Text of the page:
Ridiculous extensions of copyright scope

Today brought news that CleanFlicks and similar companies, who edit Hollywood movies for adult content and distribute versions on DVD or Video Cassette are violating copyright. The judge bought the studios standard line:

“Their (studios and directors) objective . . . is to stop the infringement because of its irreparable injury to the creative artistic expression in the copyrighted movies,” the judge wrote. “There is a public interest in providing such protection.”

… Directors can feel vindicated by the ruling, said Michael Apted, president of the Director’s Guild of America.

“Audiences can now be assured that the films they buy or rent are the vision of the filmmakers who made them and not the arbitrary choices of a third-party editor,” he said.

This borders on the ridiculous; actually it is ridiculous. 

When I first heard about these services, it was from someone expressing outrage from capture by the Christian Right. But my reaction was: where can I sign up? My problem is that children get bombarded with advertisements for M or above rated movies and when it comes down to it, we don’t take them usually because of about 5 percent of non-plot related questionable content. How nice to just cut those out and let them see the rest?

So what do these editing companies do. First, they pay for the full price of a DVD to the studios. So every time they make a sale it is the same to the studios as if the unedited DVD had been sold. So there is no economic loss whatsoever. Second, it is hard to imagine that those viewing it would have viewed it anyway in its full artistic glory. So there is no loss there either. So the service appears to be a win-win. Finally, it is more or less competitively provided, so there isn’t much opportunity for others to excessive profits; if that was the concern. Hence, allowing copyright to prevent this type of service is a pure social loss and, therefore, completely ridiculous.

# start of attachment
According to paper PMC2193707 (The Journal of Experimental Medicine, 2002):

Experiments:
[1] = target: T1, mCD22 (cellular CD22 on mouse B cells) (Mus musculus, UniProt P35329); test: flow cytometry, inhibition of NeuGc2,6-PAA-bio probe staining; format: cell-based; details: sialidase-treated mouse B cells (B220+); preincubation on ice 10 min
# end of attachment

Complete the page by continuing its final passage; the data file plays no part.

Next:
It gets even worse if you think about it a little more. The main defense is artistic integrity. But, come on, the whole notion of a Director’s Cut flies in the face of this; it is an editing of the product to pander to another type of customer who wants that integrity and wouldn’t otherwise get it. ‘Uncut’ versions of movies are another example. Indeed, for movies in airplanes, there is often censorship. So why is it OK to edit for main release but not cut for DVD?

Think for a second of what other copyrighted material would be covered by the spurious defense. What happens if you don’t read every word in a book or skip chapters? What if you don’t listen to the songs in order on an album? What if you get scared and cover your eyes? What if you get bored and fall asleep? What if you go to the bathroom during a movie? What if you pause a DVD and interrupt the flow? And what if you don’t stay for the end credits? We drift off into the absurd if we believe at all that copyright law has anything to do with artistic vision.

This all continues into major hypocracy when we consider merchandising. So there are Superman toys all over the place for a movie that is M-rated. And the toys are noticable in their targetting of those under the age of 15. From this perspective, the studios are culpable in appealing to youth yet for whatever reason releasing movies that they are advised not to see. This puts parents in a difficult position of explaining all this.

The editing services broker a line through this sea of contradiction. As they do no harm only adds to the case for them continuing. When it comes down to it, I should be able to cut up or edit any copyrighted material I buy so long as I am paying full price for it. Copyright is a right to preclude copying, not editing, and it should remain that way.